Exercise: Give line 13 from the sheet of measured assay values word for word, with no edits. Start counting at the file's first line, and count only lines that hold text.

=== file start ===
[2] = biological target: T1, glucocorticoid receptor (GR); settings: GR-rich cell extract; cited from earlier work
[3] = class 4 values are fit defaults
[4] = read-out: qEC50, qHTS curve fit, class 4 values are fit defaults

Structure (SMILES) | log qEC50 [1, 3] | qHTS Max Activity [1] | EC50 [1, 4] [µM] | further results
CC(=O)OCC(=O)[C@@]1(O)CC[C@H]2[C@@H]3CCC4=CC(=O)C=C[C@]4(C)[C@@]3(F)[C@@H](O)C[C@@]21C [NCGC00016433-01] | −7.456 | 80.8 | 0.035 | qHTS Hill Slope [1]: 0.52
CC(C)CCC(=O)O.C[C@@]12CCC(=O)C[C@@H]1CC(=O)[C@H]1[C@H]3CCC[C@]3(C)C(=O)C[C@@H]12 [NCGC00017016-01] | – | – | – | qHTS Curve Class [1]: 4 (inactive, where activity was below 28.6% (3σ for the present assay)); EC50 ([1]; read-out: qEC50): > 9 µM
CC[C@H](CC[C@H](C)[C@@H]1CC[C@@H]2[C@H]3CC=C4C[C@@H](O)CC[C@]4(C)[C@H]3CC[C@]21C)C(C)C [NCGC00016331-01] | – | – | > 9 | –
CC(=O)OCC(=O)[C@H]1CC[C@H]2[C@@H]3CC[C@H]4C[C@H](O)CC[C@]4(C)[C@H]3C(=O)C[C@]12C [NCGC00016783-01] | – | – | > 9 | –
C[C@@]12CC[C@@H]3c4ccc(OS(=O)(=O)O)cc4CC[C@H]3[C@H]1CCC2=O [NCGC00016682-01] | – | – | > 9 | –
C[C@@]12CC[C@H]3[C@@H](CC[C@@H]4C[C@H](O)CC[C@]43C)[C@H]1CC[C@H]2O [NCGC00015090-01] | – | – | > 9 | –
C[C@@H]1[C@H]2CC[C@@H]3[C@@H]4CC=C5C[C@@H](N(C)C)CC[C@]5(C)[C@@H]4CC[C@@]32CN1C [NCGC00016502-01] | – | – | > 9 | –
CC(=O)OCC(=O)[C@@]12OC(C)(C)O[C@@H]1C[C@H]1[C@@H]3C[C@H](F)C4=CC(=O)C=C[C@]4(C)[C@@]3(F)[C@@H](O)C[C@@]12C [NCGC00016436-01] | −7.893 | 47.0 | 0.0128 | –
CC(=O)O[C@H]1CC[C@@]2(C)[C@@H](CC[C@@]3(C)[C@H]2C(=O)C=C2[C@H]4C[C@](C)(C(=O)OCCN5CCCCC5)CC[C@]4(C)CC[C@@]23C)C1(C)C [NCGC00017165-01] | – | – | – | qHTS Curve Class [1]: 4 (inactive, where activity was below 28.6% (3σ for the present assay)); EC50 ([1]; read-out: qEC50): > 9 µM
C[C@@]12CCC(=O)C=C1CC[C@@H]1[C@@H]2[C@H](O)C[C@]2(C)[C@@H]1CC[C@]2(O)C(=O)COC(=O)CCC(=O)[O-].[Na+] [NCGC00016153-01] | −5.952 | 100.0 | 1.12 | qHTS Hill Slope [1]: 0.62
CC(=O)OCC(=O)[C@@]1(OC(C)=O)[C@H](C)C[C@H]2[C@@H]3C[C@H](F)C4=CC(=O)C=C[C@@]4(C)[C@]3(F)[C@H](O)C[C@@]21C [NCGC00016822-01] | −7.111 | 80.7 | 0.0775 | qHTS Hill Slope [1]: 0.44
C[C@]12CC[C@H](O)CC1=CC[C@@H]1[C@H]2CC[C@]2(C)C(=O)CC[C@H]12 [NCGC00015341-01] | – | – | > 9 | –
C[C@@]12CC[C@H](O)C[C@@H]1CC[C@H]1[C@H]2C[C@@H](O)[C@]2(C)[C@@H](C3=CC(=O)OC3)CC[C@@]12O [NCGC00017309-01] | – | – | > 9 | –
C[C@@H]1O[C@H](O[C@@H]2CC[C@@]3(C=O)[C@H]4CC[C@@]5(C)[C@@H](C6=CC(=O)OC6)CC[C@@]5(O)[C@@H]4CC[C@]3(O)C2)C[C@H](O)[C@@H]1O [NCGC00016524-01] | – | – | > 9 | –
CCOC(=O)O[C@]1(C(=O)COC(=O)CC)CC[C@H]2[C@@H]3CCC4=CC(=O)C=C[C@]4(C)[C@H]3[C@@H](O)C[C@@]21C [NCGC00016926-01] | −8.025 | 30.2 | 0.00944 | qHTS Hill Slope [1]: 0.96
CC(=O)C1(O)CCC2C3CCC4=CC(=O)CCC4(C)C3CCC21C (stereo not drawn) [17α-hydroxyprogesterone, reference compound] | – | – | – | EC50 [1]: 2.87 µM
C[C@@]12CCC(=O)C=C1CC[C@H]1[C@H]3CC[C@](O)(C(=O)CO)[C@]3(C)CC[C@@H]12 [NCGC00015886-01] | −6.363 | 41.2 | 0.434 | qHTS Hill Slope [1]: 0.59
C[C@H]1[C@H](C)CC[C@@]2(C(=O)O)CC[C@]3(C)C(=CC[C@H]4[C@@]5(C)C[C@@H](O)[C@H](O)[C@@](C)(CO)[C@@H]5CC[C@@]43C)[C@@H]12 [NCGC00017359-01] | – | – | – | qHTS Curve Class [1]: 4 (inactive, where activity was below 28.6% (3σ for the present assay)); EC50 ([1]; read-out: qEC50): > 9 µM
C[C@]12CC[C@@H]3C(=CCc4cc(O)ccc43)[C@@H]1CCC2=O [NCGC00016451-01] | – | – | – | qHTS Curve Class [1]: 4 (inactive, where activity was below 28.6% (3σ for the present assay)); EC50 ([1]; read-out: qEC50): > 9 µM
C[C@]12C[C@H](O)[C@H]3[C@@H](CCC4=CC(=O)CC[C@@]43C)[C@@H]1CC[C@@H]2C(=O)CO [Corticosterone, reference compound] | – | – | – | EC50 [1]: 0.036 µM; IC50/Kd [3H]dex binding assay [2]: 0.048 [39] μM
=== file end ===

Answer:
CC(=O)O[C@H]1CC[C@@]2(C)[C@@H](CC[C@@]3(C)[C@H]2C(=O)C=C2[C@H]4C[C@](C)(C(=O)OCCN5CCCCC5)CC[C@]4(C)CC[C@@]23C)C1(C)C [NCGC00017165-01] | – | – | – | qHTS Curve Class [1]: 4 (inactive, where activity was below 28.6% (3σ for the present assay)); EC50 ([1]; read-out: qEC50): > 9 µM